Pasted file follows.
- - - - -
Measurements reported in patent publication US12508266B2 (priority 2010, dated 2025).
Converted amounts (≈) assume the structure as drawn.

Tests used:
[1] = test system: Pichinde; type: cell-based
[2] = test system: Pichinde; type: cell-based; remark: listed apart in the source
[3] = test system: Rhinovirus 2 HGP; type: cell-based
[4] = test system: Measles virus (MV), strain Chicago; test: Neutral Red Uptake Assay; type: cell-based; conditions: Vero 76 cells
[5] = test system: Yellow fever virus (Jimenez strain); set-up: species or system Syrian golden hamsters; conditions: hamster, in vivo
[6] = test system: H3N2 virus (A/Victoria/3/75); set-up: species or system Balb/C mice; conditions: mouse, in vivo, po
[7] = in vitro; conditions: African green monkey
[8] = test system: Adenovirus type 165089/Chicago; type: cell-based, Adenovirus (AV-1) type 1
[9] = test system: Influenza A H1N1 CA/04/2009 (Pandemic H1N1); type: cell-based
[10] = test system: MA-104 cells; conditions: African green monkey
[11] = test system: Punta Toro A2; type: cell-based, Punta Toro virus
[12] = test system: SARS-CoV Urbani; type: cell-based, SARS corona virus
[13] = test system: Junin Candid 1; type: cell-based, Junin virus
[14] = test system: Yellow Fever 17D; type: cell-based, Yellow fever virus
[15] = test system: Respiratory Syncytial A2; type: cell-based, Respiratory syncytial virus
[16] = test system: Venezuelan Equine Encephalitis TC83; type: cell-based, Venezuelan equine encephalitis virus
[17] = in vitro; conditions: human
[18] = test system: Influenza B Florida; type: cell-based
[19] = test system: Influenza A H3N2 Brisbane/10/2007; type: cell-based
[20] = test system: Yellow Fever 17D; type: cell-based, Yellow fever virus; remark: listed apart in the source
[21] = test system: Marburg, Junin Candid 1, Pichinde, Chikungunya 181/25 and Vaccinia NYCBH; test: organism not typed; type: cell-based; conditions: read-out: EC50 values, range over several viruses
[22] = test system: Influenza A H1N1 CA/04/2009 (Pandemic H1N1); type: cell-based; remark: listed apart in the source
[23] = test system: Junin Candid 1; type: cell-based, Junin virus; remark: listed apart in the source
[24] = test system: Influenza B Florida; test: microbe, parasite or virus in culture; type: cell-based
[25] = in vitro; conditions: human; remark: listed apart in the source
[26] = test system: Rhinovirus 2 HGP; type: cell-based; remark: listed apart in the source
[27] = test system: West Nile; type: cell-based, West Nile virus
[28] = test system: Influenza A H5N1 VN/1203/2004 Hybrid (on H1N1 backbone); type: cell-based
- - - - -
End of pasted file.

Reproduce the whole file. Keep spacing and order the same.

Measurements reported in patent publication US12508266B2 (priority 2010, dated 2025).
Converted amounts (≈) assume the structure as drawn.

Tests used:
[1] = test system: Pichinde; type: cell-based
[2] = test system: Pichinde; type: cell-based; remark: listed apart in the source
[3] = test system: Rhinovirus 2 HGP; type: cell-based
[4] = test system: Measles virus (MV), strain Chicago; test: Neutral Red Uptake Assay; type: cell-based; conditions: Vero 76 cells
[5] = test system: Yellow fever virus (Jimenez strain); set-up: species or system Syrian golden hamsters; conditions: hamster, in vivo
[6] = test system: H3N2 virus (A/Victoria/3/75); set-up: species or system Balb/C mice; conditions: mouse, in vivo, po
[7] = in vitro; conditions: African green monkey
[8] = test system: Adenovirus type 165089/Chicago; type: cell-based, Adenovirus (AV-1) type 1
[9] = test system: Influenza A H1N1 CA/04/2009 (Pandemic H1N1); type: cell-based
[10] = test system: MA-104 cells; conditions: African green monkey
[11] = test system: Punta Toro A2; type: cell-based, Punta Toro virus
[12] = test system: SARS-CoV Urbani; type: cell-based, SARS corona virus
[13] = test system: Junin Candid 1; type: cell-based, Junin virus
[14] = test system: Yellow Fever 17D; type: cell-based, Yellow fever virus
[15] = test system: Respiratory Syncytial A2; type: cell-based, Respiratory syncytial virus
[16] = test system: Venezuelan Equine Encephalitis TC83; type: cell-based, Venezuelan equine encephalitis virus
[17] = in vitro; conditions: human
[18] = test system: Influenza B Florida; type: cell-based
[19] = test system: Influenza A H3N2 Brisbane/10/2007; type: cell-based
[20] = test system: Yellow Fever 17D; type: cell-based, Yellow fever virus; remark: listed apart in the source
[21] = test system: Marburg, Junin Candid 1, Pichinde, Chikungunya 181/25 and Vaccinia NYCBH; test: organism not typed; type: cell-based; conditions: read-out: EC50 values, range over several viruses
[22] = test system: Influenza A H1N1 CA/04/2009 (Pandemic H1N1); type: cell-based; remark: listed apart in the source
[23] = test system: Junin Candid 1; type: cell-based, Junin virus; remark: listed apart in the source
[24] = test system: Influenza B Florida; test: microbe, parasite or virus in culture; type: cell-based
[25] = in vitro; conditions: human; remark: listed apart in the source
[26] = test system: Rhinovirus 2 HGP; type: cell-based; remark: listed apart in the source
[27] = test system: West Nile; type: cell-based, West Nile virus
[28] = test system: Influenza A H5N1 VN/1203/2004 Hybrid (on H1N1 backbone); type: cell-based